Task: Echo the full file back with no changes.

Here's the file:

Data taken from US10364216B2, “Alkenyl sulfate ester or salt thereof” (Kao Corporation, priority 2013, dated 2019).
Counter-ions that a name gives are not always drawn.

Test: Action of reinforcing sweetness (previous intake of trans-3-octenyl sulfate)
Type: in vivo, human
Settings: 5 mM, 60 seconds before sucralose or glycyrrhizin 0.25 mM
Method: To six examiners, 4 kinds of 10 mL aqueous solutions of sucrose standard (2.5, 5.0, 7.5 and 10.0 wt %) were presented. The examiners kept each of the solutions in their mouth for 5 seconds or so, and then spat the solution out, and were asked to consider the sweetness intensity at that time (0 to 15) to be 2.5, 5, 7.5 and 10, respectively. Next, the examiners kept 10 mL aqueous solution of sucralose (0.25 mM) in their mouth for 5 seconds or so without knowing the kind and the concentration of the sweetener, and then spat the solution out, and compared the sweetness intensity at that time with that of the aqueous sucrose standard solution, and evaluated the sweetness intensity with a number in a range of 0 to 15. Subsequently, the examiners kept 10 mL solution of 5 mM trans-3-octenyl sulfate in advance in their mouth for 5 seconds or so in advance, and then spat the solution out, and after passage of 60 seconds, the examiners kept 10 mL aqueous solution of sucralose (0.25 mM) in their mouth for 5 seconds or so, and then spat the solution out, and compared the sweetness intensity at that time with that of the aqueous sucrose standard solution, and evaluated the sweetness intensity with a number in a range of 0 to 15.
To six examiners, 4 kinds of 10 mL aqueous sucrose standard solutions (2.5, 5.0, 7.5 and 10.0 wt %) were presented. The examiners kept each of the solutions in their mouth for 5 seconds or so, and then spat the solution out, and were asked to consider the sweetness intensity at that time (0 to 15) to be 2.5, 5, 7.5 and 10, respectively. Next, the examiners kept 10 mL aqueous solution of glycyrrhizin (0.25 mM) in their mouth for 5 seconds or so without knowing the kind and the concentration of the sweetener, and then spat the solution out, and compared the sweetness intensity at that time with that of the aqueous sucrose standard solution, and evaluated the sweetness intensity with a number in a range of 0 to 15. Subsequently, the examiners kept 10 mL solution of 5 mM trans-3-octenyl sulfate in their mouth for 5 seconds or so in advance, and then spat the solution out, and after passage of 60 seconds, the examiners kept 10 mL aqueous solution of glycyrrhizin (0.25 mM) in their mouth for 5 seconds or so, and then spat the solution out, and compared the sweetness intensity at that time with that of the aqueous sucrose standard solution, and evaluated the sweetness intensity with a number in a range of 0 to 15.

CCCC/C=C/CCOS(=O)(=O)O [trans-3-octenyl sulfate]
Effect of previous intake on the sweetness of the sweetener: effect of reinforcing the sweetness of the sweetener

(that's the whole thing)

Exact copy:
Data taken from US10364216B2, “Alkenyl sulfate ester or salt thereof” (Kao Corporation, priority 2013, dated 2019).
Counter-ions that a name gives are not always drawn.

Test: Action of reinforcing sweetness (previous intake of trans-3-octenyl sulfate)
Type: in vivo, human
Settings: 5 mM, 60 seconds before sucralose or glycyrrhizin 0.25 mM
Method: To six examiners, 4 kinds of 10 mL aqueous solutions of sucrose standard (2.5, 5.0, 7.5 and 10.0 wt %) were presented. The examiners kept each of the solutions in their mouth for 5 seconds or so, and then spat the solution out, and were asked to consider the sweetness intensity at that time (0 to 15) to be 2.5, 5, 7.5 and 10, respectively. Next, the examiners kept 10 mL aqueous solution of sucralose (0.25 mM) in their mouth for 5 seconds or so without knowing the kind and the concentration of the sweetener, and then spat the solution out, and compared the sweetness intensity at that time with that of the aqueous sucrose standard solution, and evaluated the sweetness intensity with a number in a range of 0 to 15. Subsequently, the examiners kept 10 mL solution of 5 mM trans-3-octenyl sulfate in advance in their mouth for 5 seconds or so in advance, and then spat the solution out, and after passage of 60 seconds, the examiners kept 10 mL aqueous solution of sucralose (0.25 mM) in their mouth for 5 seconds or so, and then spat the solution out, and compared the sweetness intensity at that time with that of the aqueous sucrose standard solution, and evaluated the sweetness intensity with a number in a range of 0 to 15.
To six examiners, 4 kinds of 10 mL aqueous sucrose standard solutions (2.5, 5.0, 7.5 and 10.0 wt %) were presented. The examiners kept each of the solutions in their mouth for 5 seconds or so, and then spat the solution out, and were asked to consider the sweetness intensity at that time (0 to 15) to be 2.5, 5, 7.5 and 10, respectively. Next, the examiners kept 10 mL aqueous solution of glycyrrhizin (0.25 mM) in their mouth for 5 seconds or so without knowing the kind and the concentration of the sweetener, and then spat the solution out, and compared the sweetness intensity at that time with that of the aqueous sucrose standard solution, and evaluated the sweetness intensity with a number in a range of 0 to 15. Subsequently, the examiners kept 10 mL solution of 5 mM trans-3-octenyl sulfate in their mouth for 5 seconds or so in advance, and then spat the solution out, and after passage of 60 seconds, the examiners kept 10 mL aqueous solution of glycyrrhizin (0.25 mM) in their mouth for 5 seconds or so, and then spat the solution out, and compared the sweetness intensity at that time with that of the aqueous sucrose standard solution, and evaluated the sweetness intensity with a number in a range of 0 to 15.

CCCC/C=C/CCOS(=O)(=O)O [trans-3-octenyl sulfate]
Effect of previous intake on the sweetness of the sweetener: effect of reinforcing the sweetness of the sweetener